WASHINGTON - House leaders agreed yesterday to allow sales of U.S. food and medicine to Cuba, paving the way for the most extensive relaxation of trade restrictions against Fidel Castro's communist government in four decades.
The measure was pushed hard by farm-state legislators eager to secure Cuba as a customer for U.S. agricultural businesses, and trade authorities expect it to generate tens of millions worth of U.S. exports.
Its immediate significance is more symbolic than economic, Cuba specialists said. That is because the measure explicitly bars the U.S. government or any U.S. financial institutions from providing financing for Cubans to buy U.S. food.
Nevertheless, the accord is an important step toward the possible resumption of open trade with Cuba.
"At the very least, this change has tremendous symbolic impact," said Meghan O'Sullivan, a specialist in economic sanctions at the Brookings Institution in Washington. "It really is a victory for advocates of economic engagement over isolation."
The deal, part of a broader bill that also eases food and medicine sales to Libya, Iran, North Korea and Sudan, is the latest in a string of moves by Washington to loosen economic restrictions against repressive governments, including a vote by Congress last month to grant full trading privileges to China.
At the same time, yesterday's agreement marks a significant retreat by anti-Castro critics in the House, which refused to join the Senate last year in relaxing the ban on food and medicine shipped to Cuba. Election-year pressures on lawmakers from farmers and businesses also played a role in easing oppostion to the measure.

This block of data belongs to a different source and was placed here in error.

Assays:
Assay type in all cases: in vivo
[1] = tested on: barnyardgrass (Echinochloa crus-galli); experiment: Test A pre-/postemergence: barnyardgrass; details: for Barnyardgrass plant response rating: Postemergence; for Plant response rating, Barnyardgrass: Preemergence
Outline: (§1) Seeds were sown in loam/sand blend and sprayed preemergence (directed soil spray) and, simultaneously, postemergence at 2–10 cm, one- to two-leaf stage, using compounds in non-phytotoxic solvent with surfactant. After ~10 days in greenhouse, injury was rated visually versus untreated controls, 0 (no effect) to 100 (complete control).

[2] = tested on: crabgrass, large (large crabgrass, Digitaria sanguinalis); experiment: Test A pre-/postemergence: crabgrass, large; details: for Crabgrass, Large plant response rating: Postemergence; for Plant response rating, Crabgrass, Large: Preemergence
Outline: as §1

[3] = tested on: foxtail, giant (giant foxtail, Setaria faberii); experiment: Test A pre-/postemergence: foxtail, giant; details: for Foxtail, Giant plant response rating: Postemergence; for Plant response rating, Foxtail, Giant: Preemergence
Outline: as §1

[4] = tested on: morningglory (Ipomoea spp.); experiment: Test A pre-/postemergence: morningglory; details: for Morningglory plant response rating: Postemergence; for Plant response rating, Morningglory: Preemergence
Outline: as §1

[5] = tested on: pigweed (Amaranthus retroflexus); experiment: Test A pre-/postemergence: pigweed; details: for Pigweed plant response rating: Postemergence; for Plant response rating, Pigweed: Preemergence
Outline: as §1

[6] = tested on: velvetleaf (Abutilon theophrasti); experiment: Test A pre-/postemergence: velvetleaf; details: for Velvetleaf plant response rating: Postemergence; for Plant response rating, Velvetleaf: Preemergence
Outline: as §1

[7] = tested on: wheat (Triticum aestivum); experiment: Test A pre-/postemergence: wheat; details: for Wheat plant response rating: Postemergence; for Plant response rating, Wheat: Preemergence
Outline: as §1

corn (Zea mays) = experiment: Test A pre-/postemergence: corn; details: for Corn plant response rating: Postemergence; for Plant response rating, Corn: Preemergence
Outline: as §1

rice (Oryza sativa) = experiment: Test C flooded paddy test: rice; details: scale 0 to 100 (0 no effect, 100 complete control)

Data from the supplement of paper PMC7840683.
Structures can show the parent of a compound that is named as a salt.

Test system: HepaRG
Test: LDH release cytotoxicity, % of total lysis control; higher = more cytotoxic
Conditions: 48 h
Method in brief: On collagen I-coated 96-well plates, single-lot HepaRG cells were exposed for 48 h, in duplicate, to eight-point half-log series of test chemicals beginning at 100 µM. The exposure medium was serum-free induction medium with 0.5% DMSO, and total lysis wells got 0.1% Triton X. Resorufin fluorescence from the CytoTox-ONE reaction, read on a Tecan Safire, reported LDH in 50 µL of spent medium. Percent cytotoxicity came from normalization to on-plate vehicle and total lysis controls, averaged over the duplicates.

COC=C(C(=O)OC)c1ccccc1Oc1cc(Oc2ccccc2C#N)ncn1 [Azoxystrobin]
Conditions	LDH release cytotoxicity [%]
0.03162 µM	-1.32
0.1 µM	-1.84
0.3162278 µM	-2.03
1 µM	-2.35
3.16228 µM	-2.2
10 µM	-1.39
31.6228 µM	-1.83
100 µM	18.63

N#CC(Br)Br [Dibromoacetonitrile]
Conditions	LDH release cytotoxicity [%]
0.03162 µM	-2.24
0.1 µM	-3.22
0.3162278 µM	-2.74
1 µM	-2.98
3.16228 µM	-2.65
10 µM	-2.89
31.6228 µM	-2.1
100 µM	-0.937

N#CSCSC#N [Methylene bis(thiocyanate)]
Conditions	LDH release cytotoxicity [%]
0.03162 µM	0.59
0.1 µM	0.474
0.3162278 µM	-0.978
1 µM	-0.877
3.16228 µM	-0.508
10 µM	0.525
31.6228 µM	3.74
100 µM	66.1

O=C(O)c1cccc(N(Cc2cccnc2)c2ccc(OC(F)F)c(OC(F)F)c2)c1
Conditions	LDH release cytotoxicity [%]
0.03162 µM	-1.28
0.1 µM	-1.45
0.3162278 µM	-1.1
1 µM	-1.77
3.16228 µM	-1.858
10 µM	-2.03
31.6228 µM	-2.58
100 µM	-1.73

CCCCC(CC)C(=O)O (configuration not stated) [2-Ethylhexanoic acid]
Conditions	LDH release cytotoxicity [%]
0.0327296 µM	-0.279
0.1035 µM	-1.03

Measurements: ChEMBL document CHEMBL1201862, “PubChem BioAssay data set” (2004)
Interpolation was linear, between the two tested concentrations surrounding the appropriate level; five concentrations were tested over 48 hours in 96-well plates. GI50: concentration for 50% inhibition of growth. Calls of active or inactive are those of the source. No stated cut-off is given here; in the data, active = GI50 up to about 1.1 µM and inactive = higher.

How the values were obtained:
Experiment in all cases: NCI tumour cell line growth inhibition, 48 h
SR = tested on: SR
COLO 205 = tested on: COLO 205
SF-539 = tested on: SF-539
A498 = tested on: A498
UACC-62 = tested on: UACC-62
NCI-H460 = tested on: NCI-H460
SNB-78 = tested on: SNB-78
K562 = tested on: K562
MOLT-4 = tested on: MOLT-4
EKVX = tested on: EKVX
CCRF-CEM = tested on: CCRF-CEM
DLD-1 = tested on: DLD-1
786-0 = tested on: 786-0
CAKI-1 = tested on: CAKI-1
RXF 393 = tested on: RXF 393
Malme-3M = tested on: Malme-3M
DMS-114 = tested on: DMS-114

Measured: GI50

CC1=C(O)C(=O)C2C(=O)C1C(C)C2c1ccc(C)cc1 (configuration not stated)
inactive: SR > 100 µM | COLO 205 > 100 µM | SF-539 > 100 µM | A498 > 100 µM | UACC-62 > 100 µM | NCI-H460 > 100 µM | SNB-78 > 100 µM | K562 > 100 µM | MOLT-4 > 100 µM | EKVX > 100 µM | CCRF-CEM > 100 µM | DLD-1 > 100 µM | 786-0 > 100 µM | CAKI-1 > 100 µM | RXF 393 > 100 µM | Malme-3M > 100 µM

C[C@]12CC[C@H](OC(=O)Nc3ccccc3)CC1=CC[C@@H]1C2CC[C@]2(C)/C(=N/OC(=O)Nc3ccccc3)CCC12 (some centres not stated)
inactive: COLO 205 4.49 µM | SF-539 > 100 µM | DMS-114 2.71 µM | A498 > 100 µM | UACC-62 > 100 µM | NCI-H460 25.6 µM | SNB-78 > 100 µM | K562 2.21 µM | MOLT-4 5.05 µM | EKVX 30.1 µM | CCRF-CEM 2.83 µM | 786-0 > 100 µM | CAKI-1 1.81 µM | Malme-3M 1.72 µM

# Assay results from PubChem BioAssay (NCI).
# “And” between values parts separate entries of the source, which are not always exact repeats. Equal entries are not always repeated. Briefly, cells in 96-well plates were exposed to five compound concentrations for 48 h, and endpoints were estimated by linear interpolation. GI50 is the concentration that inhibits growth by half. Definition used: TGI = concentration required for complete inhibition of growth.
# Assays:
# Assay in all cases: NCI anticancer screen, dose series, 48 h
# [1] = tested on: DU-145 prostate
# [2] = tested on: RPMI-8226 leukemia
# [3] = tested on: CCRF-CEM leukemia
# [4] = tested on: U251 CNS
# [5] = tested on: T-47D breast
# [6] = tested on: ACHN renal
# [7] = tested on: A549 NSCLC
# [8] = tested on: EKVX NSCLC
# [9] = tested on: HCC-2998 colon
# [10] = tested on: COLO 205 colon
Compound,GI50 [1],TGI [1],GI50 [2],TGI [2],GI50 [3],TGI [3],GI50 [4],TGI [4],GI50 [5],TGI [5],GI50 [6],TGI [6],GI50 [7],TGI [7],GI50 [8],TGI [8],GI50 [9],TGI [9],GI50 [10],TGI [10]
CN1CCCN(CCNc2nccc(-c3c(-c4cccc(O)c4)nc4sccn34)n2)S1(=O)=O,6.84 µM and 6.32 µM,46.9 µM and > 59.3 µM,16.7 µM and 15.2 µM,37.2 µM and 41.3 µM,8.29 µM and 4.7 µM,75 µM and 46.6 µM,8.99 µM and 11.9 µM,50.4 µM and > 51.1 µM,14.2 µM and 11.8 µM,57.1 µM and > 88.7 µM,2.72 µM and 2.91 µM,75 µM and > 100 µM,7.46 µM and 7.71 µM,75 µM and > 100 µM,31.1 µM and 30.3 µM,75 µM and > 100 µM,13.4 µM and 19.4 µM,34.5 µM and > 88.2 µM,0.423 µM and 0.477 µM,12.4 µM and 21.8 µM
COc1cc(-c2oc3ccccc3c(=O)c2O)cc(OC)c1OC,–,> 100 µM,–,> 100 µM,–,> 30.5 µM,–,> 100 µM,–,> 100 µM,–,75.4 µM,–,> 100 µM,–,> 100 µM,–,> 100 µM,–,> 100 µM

"It's a reflection of the changing politics and changing debate on Cuba," said Bernard Aronson, who was assistant secretary of state for inter-American affairs in the Bush administration. "The House leadership that did not want Cuba to be included could not prevent this from happening."
The White House welcomed yesterday the idea of selling food and medicine to Havana but opposed language in the same bill that would ban the president from reimposing food and medicine sanctions on Cuba or any other nation by executive order.
"The president needs flexibility as the steward of foreign policy, so we would oppose anything that restricts that," said Joe Lockhart, Clinton's spokesman.
Anti-Castro hawks on Capitol Hill agreed to the milestone in a five-hour negotiating session Monday and yesterday morning, but only after insisting that the U.S. government and private U.S. financial institutions be barred from financing the newly permissible food and medicine sales.
As a practical matter, trade analysts said, such a restriction would limit the the amount of U.S. food and health-care products sold to Cuba, which in land area and population is about the size of Pennsylvania.
Government credit guarantees are a crucial component of international trade with lesser-developed nations. For example, Cuba obtains most of its grain imports from France, with all loans necessary for that trade backed by the French government.
Legislators who promoted yesterday's deal expressed hope that the proximity of the United States to Cuba would help U.S. growers of rice, soybeans and other products take business from the French, Chinese and other Cuban suppliers.